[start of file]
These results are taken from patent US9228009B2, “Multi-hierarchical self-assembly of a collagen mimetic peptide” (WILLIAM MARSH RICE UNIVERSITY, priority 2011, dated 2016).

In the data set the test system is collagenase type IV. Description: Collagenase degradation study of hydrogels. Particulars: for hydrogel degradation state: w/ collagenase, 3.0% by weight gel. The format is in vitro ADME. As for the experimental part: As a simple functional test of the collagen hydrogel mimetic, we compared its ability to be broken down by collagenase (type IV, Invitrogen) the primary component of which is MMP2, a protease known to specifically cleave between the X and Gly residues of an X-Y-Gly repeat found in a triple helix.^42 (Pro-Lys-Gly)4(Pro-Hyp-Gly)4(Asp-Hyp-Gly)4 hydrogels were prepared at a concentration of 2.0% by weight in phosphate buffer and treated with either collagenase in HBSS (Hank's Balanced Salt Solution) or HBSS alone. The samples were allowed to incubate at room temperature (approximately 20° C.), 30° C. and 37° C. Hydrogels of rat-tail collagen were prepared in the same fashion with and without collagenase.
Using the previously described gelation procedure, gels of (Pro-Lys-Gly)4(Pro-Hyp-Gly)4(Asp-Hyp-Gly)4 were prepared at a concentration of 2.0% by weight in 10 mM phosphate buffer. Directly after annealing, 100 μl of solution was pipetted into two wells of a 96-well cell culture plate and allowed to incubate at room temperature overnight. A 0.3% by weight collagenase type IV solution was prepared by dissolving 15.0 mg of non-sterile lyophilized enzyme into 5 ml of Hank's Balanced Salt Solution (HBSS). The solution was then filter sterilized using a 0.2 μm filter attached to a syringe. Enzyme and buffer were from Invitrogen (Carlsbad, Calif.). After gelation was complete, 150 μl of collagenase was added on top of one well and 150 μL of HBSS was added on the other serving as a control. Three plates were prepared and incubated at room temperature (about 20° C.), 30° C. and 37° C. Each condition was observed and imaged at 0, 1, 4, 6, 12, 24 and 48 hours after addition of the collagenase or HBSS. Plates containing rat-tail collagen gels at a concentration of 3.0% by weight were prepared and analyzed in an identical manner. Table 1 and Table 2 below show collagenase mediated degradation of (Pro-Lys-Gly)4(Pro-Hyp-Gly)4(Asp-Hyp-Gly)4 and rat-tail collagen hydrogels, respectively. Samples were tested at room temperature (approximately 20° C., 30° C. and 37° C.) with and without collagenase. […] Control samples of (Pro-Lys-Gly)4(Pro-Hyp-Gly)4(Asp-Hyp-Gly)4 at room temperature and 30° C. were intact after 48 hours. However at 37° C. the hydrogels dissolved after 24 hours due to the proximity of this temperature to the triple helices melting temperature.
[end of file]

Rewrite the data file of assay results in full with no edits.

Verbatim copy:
These results are taken from patent US9228009B2, “Multi-hierarchical self-assembly of a collagen mimetic peptide” (WILLIAM MARSH RICE UNIVERSITY, priority 2011, dated 2016).

In the data set the test system is collagenase type IV. Description: Collagenase degradation study of hydrogels. Particulars: for hydrogel degradation state: w/ collagenase, 3.0% by weight gel. The format is in vitro ADME. As for the experimental part: As a simple functional test of the collagen hydrogel mimetic, we compared its ability to be broken down by collagenase (type IV, Invitrogen) the primary component of which is MMP2, a protease known to specifically cleave between the X and Gly residues of an X-Y-Gly repeat found in a triple helix.^42 (Pro-Lys-Gly)4(Pro-Hyp-Gly)4(Asp-Hyp-Gly)4 hydrogels were prepared at a concentration of 2.0% by weight in phosphate buffer and treated with either collagenase in HBSS (Hank's Balanced Salt Solution) or HBSS alone. The samples were allowed to incubate at room temperature (approximately 20° C.), 30° C. and 37° C. Hydrogels of rat-tail collagen were prepared in the same fashion with and without collagenase.
Using the previously described gelation procedure, gels of (Pro-Lys-Gly)4(Pro-Hyp-Gly)4(Asp-Hyp-Gly)4 were prepared at a concentration of 2.0% by weight in 10 mM phosphate buffer. Directly after annealing, 100 μl of solution was pipetted into two wells of a 96-well cell culture plate and allowed to incubate at room temperature overnight. A 0.3% by weight collagenase type IV solution was prepared by dissolving 15.0 mg of non-sterile lyophilized enzyme into 5 ml of Hank's Balanced Salt Solution (HBSS). The solution was then filter sterilized using a 0.2 μm filter attached to a syringe. Enzyme and buffer were from Invitrogen (Carlsbad, Calif.). After gelation was complete, 150 μl of collagenase was added on top of one well and 150 μL of HBSS was added on the other serving as a control. Three plates were prepared and incubated at room temperature (about 20° C.), 30° C. and 37° C. Each condition was observed and imaged at 0, 1, 4, 6, 12, 24 and 48 hours after addition of the collagenase or HBSS. Plates containing rat-tail collagen gels at a concentration of 3.0% by weight were prepared and analyzed in an identical manner. Table 1 and Table 2 below show collagenase mediated degradation of (Pro-Lys-Gly)4(Pro-Hyp-Gly)4(Asp-Hyp-Gly)4 and rat-tail collagen hydrogels, respectively. Samples were tested at room temperature (approximately 20° C., 30° C. and 37° C.) with and without collagenase. […] Control samples of (Pro-Lys-Gly)4(Pro-Hyp-Gly)4(Asp-Hyp-Gly)4 at room temperature and 30° C. were intact after 48 hours. However at 37° C. the hydrogels dissolved after 24 hours due to the proximity of this temperature to the triple helices melting temperature.